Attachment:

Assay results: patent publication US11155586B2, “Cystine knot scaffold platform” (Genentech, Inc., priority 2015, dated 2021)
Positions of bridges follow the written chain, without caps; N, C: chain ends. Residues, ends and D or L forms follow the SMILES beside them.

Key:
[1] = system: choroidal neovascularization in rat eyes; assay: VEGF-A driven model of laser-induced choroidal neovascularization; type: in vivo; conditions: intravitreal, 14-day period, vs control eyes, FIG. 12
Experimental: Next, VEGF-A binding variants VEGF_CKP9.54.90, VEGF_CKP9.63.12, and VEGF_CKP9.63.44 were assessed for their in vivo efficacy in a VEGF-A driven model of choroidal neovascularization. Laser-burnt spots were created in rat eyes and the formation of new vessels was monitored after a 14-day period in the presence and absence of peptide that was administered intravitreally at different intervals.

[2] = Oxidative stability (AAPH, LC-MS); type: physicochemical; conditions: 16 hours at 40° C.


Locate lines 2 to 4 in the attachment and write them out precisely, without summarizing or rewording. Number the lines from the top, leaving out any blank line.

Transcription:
Positions of bridges follow the written chain, without caps; N, C: chain ends. Residues, ends and D or L forms follow the SMILES beside them.

Key:
[1] = system: choroidal neovascularization in rat eyes; assay: VEGF-A driven model of laser-induced choroidal neovascularization; type: in vivo; conditions: intravitreal, 14-day period, vs control eyes, FIG. 12